Skidattl wants to use augmented reality to engage people in the real world. It’s a story we’ve heard from AR companies before, especially as they compete against the potentially isolating effects of virtual reality. But instead of chasing metaversal Pokémon creatures on the street, Skidattl wants to use AR “beacons” to show people what’s going on around them.
Skidattl co-founder Randy Marsden said they’ll be like “a Bat signal for fun” once the app launches.
Anyone can make a beacon and anyone can see them. Companies can set up beacons, which have a lifespan of one hour, to advertise two-for-one coffee sales, movie times or open bowling alleys. People can fire a beacon at a music festival to help their friends find them in the crowd. All a user needs to do is scan the horizon with their phone, or eventually with AR glasses, to see a series of beacons at a distance of up to 100 meters, Marsden said.
When Skidattl exhibited as part of the Battlefield 200 at TC Disrupt last week, the company had an AR beacon above its booth to show what it might look like.
“Of course you can look at a map and say, ‘What’s near me?’ but this pulls you back to the real world,” Marsden told australiabusinessblog.com, noting that he is an Apple alum and a two-time australiabusinessblog.com Battlefield finalist for previous companies – Swype (Technically TC50) and Dryft (Disrupt SF 2013).
Skidattl’s AR beacons are anchored by GPS coordinates in the real world. To determine where a user is in relation to that beacon, Skidattl uses Google’s ARCore Geospatial API, which relies on Street View data.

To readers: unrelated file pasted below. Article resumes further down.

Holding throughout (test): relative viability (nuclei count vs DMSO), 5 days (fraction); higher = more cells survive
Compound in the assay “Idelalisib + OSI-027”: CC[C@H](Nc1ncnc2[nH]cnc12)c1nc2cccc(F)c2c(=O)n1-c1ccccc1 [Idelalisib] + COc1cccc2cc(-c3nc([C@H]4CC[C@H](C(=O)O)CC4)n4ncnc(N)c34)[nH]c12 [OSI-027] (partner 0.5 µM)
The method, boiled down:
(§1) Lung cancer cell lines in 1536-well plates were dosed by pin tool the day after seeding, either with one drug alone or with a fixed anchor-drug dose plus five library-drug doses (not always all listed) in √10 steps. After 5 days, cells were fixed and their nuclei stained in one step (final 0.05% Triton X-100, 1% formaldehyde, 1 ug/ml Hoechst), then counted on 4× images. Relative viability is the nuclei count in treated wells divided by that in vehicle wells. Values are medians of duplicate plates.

“When you start the app, it tells you to scan the buildings across the street, and it knows where you are in seconds,” Marsden says. “And then those beacons are anchored; they don’t move.”
When people want to set up beacons indoors, Skidattl will also use Wi-Fi signals to help position users relative to the location of those beacons.
Skidattl is still in the angel finance and alpha technology phase, but the startup hopes to hit the market with a freemium business model – meaning it’s free to use, but Skidattl can monetize through premium subscriptions, in-app purchases and affiliated committees.
Like any new social media app, Skidattl will have to fight the chicken-and-egg problem – no one will want to use it if there aren’t many beacons already lit, but there can’t be lit beacons without people on the app.
“I think we can kickstart the business side quite easily by giving them a free beacon,” Marsden said. “On the customer side, getting YouTube and TikTok influencers talking about it, putting ads with australiabusinessblog.com and stuff like that. And then if we have someone in the app, we can give them incentives to share with their contacts.” (It goes without saying, but the sale of australiabusinessblog.com ads is completely unrelated to the editors.)
Skidattl is currently trying to raise $500,000 to finish the minimum viable product and get the money needed to officially launch its app in South by Southwest in March, Marsden said.